“I can’t have that, I’m being good today.” or “That has too many carbs in it.” or “It’s my cheat day.” Are all examples of phrases that you might hear from someone with disordered eating. The sad thing about disordered eating is that it has become so normalized in our culture it is often difficult to distinguish. Because it is so common, it may seem innocent, however disordered eating can still cause significant negative side effects- including both physiological and psychological.
Disordered eating is not an eating disorder, but is unhealthy and can interfere with quality of life. Furthermore, 20-25% of those with disordered eating will progress to a full-blown eating disorder. Sometimes disordered eating can be an early warning sign that an eating disorder is developing. If you are concerned about yourself, a friend, or a family member, don’t wait. Research suggests that early intervention here can help prevent full-blown eating disorders. When caught early we can prevent years of suffering and save lives!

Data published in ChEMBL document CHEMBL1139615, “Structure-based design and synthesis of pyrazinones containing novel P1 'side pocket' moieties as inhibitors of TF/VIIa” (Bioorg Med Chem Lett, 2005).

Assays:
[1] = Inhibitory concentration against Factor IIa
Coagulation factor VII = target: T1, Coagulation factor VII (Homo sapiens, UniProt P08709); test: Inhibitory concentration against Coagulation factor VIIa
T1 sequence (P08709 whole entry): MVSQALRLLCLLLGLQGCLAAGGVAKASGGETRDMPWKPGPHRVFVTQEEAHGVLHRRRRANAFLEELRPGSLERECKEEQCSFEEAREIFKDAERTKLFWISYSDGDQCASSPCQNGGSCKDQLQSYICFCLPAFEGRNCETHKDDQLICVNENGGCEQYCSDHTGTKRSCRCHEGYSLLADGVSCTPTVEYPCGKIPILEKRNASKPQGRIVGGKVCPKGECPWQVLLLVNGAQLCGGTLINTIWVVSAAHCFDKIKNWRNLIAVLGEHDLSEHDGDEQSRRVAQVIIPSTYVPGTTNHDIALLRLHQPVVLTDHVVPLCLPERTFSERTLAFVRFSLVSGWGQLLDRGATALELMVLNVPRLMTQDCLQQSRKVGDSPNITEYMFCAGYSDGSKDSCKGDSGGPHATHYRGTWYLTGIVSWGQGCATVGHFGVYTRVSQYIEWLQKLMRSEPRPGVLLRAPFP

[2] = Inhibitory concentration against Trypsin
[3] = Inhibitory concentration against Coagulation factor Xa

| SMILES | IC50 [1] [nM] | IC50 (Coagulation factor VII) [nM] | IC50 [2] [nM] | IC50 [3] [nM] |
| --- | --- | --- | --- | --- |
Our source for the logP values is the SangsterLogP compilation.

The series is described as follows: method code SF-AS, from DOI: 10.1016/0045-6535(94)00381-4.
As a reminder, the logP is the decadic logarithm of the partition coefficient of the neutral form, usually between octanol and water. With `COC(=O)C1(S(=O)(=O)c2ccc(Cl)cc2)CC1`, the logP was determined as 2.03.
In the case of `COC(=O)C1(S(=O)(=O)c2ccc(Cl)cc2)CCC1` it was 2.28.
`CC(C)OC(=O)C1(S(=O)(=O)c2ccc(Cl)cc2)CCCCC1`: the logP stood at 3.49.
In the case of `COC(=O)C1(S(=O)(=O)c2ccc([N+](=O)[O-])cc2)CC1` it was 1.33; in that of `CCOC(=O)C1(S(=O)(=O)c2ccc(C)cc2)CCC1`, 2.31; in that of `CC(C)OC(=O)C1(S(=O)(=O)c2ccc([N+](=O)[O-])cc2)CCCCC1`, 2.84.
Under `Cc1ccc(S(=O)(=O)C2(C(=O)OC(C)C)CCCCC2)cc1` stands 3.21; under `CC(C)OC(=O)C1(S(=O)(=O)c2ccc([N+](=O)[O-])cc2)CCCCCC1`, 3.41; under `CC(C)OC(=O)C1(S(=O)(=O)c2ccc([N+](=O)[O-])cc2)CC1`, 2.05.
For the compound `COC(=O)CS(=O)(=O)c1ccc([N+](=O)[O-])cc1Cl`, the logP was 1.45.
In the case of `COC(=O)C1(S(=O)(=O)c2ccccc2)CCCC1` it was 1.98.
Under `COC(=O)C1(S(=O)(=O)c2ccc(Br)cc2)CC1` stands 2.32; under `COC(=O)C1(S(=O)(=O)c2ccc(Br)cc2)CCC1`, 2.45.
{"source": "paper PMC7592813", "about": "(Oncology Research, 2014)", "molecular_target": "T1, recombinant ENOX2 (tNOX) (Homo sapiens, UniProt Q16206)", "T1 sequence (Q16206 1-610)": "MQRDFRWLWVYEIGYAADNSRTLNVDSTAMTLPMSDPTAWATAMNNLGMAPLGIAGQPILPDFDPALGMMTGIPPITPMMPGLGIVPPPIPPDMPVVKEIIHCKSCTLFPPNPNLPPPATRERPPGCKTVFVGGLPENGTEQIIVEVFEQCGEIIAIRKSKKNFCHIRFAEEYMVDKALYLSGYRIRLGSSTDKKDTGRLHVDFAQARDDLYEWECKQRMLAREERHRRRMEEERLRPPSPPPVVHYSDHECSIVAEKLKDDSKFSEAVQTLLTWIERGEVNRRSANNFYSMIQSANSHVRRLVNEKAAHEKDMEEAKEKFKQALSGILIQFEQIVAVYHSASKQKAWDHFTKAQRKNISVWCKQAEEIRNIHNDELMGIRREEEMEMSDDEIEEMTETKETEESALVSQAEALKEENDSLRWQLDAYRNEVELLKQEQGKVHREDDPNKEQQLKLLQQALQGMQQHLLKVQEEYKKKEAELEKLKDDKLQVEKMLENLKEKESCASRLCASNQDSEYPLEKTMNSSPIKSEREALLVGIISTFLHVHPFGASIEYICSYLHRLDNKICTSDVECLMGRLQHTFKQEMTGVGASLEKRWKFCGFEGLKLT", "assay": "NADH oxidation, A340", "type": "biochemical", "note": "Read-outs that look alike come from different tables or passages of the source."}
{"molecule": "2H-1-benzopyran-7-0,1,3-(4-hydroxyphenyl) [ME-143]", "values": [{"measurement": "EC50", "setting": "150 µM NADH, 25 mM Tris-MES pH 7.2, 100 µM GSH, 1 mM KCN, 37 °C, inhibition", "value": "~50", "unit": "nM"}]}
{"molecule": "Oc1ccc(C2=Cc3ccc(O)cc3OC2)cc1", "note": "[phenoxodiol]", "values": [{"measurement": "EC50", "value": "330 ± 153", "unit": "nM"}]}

Symptoms of disordered eating include:
chronic dieting, yoyo dieting
frequent weight fluctuations
rigid eating patterns related to types of food/ food groups, meal times, or places to eat (won’t eat at a restaurant or if someone else has prepared the food)
fear or anxiety around specific foods
feeling out of control with food
excessive or rigid exercise patterns
feelings of guilt and shame when unable to maintain food or exercise plan
feeling like you need to make up for eating
avoiding social situations because of food
compensating for food eaten (in any form)
obsessing over food- counting calories, ingredients, macros, points, quality, etc.